Got dividends? If not, this might be a really good time to get some.

A stock with a good, solid dividend is a beautiful thing. It's an especially beautiful thing during times of market turmoil. Why? Because when you own stocks with sustainable dividends, you know you'll be making money whether the market is up or down at any given moment.

In fact, assuming you're reinvesting the dividends -- using them to automatically buy more of the stock, rather than receiving them in cash -- market dips mean you get even more shares for your money. Over time, the power of reinvested dividends can match -- or even outperform -- returns from growth stocks, with way more stability and predictability. And unlike growth stocks, the best dividend stocks can keep generating outsized returns for decades.

A good stock, not just a good dividend
A high, sustainable dividend is a great thing. But finding one coupled to a value price is even better, especially when the market is being unpredictable. While stock prices can seemingly go anywhere over the short term, a good stock bought at a value price -- a price lower than its intrinsic value -- has less downside risk over the long term. That usually translates to more stability during times of market turmoil.

Mmore to the point, value stocks are by definition good buys -- stocks where you can expect some solid appreciation over time. Now, factor in a high, sustainable dividend -- at a great price that leaves room for appreciation? That's a great thing.

How to find the great ones
I like the stock screener on Motley Fool CAPS for a lot of reasons; for one thing, the star ratings serve as a quick-and-dirty proxy for the quality of a company as an investment. For these purposes, if you set the CAPS screener to filter out companies that have fewer than 50 or so ratings, and to show only four- or five-star-rated stocks with dividend yields of 4% or more and P/E ratios of 15 or less, you'll have a list composed entirely of prime dividend-stock value candidates. They're not sure things by any means, especially since P/E isn't the greatest measure of value nowadays, but most of the scary ones will get left behind.

I also like to weed out companies with other problem signs. For instance, because high debt can be a sign of trouble looming, I look for a long-term debt-to-equity ratio of 0.8 or less. I also like companies whose return on equity -- a quick indicator of management's effectiveness -- is 15% or higher.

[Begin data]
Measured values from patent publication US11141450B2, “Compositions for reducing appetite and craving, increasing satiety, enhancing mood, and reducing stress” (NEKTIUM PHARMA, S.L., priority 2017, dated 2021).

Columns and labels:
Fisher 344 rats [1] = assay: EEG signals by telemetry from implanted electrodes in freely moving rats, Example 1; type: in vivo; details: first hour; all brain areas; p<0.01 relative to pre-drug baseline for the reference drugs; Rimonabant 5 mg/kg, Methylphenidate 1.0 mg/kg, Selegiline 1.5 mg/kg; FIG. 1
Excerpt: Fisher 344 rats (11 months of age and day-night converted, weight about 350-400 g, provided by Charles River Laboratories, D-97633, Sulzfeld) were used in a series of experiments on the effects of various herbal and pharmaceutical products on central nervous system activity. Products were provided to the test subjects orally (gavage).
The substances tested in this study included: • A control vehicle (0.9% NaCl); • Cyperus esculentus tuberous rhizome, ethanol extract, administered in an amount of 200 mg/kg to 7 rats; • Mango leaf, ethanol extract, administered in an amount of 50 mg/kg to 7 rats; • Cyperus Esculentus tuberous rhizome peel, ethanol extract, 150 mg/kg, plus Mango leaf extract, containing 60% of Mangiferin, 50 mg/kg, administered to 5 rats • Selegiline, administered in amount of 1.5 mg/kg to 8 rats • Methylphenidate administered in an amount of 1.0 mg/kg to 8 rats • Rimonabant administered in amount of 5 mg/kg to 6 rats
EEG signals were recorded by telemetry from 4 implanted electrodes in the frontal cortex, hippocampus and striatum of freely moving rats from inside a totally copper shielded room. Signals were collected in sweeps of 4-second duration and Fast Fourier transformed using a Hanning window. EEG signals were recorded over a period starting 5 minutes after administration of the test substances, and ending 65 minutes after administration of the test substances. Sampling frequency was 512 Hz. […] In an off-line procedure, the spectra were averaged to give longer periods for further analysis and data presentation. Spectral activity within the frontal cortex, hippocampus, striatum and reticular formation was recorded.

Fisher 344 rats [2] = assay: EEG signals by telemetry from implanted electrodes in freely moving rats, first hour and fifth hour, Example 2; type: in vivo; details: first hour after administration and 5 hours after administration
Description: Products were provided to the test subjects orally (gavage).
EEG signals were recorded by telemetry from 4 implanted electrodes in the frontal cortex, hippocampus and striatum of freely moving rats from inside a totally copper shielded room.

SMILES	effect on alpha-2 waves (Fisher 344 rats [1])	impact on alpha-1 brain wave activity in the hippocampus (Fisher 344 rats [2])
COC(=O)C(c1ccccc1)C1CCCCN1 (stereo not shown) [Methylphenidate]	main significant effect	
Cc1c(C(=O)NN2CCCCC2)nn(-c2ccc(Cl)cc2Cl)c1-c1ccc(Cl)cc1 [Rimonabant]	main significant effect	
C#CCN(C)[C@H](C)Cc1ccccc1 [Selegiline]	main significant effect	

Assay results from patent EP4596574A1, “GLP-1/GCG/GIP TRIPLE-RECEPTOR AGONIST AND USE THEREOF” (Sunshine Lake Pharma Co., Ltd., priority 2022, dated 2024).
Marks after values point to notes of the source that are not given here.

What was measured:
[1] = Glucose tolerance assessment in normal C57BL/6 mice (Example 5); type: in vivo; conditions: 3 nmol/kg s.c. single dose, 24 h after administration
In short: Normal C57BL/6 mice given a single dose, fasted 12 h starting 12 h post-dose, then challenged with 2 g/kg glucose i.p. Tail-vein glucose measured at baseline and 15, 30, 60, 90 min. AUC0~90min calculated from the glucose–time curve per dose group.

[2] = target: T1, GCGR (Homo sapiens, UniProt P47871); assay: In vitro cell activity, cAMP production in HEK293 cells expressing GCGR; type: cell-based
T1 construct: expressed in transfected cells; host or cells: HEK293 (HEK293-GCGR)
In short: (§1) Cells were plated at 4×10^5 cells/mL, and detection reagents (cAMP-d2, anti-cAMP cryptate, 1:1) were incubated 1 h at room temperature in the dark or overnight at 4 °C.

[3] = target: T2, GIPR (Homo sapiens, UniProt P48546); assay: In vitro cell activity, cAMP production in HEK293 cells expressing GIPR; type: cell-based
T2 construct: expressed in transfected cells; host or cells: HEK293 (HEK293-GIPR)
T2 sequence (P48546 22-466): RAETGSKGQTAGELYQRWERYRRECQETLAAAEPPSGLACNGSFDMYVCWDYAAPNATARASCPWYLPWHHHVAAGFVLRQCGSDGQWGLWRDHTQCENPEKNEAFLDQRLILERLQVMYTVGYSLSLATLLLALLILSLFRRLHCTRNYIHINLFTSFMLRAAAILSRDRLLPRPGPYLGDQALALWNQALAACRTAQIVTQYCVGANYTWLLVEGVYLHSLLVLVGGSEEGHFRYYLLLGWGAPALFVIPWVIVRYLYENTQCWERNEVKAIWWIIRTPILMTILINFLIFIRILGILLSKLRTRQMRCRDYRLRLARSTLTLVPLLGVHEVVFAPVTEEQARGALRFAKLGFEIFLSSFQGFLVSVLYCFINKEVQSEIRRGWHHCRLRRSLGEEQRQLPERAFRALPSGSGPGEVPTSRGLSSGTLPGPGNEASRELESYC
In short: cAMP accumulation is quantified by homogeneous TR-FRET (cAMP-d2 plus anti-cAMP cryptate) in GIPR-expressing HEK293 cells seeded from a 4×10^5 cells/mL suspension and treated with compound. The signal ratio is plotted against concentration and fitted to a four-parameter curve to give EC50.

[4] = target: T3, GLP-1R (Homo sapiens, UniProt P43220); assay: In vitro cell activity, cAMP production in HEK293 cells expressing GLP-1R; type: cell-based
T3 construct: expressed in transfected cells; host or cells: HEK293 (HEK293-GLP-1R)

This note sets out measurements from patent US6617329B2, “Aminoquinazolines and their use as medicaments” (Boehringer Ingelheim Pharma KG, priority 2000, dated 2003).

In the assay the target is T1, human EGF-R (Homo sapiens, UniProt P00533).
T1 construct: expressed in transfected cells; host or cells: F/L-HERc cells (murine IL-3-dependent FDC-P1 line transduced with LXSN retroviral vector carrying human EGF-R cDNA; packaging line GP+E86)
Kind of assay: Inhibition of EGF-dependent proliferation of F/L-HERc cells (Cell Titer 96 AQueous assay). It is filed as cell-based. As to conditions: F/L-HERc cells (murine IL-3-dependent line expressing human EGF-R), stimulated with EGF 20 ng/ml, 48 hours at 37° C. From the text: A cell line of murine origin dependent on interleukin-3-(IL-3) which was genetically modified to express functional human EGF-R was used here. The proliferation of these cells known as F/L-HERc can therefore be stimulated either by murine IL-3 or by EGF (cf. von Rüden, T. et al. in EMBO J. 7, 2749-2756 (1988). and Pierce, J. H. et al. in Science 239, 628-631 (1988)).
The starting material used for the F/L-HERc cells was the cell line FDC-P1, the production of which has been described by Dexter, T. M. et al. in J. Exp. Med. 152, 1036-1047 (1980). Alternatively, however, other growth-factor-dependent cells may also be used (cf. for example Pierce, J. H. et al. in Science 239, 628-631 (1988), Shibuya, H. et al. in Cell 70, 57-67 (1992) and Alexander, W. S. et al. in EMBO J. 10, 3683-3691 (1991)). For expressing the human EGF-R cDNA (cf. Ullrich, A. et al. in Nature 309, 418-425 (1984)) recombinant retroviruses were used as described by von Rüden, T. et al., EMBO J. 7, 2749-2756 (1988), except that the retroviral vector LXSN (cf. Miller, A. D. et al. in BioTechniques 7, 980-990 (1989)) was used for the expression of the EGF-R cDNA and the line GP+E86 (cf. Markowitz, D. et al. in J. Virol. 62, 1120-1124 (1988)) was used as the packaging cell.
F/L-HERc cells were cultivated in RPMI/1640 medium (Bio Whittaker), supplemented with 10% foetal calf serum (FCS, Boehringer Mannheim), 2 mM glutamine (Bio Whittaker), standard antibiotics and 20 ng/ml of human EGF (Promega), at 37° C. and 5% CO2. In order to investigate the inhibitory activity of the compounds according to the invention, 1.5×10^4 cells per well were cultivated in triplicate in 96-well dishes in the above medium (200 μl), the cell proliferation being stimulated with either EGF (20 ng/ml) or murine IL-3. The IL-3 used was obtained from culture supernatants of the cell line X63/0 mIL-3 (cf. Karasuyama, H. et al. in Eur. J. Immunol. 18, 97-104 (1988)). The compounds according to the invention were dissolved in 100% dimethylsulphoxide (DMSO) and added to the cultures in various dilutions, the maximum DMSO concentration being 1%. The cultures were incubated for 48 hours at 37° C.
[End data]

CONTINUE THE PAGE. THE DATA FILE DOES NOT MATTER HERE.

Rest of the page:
Do all that, and you'll get a list that looks a lot like this:

Company

CAPS Rating
(out of 5)

P/E Ratio

LT Debt-to-Equity Ratio

Return on Equity

Dividend Yield

Linn Energy (Nasdaq: LINE)

*****

4.6

0.72

27.2%

9.5%

Olin (NYSE: OLN)

*****

10.1

0.48

19.4%

4.6%

Partner Communications (Nasdaq: PTNR)

*****

12.2

0.57

50.8%

6.6%

Sasol (NYSE: SSL)

*****

12.2

0.16

16.3%

4.5%

Turkcell (NYSE: TKC)

*****

10.7

0.10

20.3%

5.2%

AstraZeneca

****

8.3

0.54

37.2%

7.9%

Source: Motley Fool CAPS. LT = long-term.

If you do a bunch of these kinds of screens, you will find that certain types of companies tend to show up more often than others. Big pharmaceutical firms, for instance, often have fairly stable cash flows and fat dividends, which make them intriguing candidates for this sort of purchase.

I listed AstraZeneca above -- a 7.9% dividend yield is hard to resist -- but Eli Lilly (NYSE: LLY) and Merck (NYSE: MRK) also showed up in the same screen. They're also four-star-rated stocks with low P/Es, good dividends, and other appealing features. Any of them would be a good choice for further research.

Of course, the ratings are the consensus opinion of an informed community, but they aren't by themselves reason enough to buy. A careful look at the underlying business and the company's industry are musts before making the trade. You want to make sure the stock's not "on sale" for a bad reason! But a screen like this gives you a huge head start on your due diligence.

If you'd like to backstop your own research and check out some great dividend generators to buy today, help yourself to a free trial of our Motley Fool Income Investor service. Three of the stocks I mentioned are on its recommendation list -- and you can see all the others free for 30 days with a no-obligation trial.

John isn't the only dividend-loving Fool. Check out Selena Maranjian's big fat dividends.

Fool contributor John Rosevear has no position in the companies mentioned. Sasol and Turkcell are Motley Fool Global Gains recommendations. Partner Communications, Sasol, and Turkcell are Motley Fool Income Investor picks. Try any of our Foolish newsletters today, free for 30 days. The Motley Fool has a disclosure policy.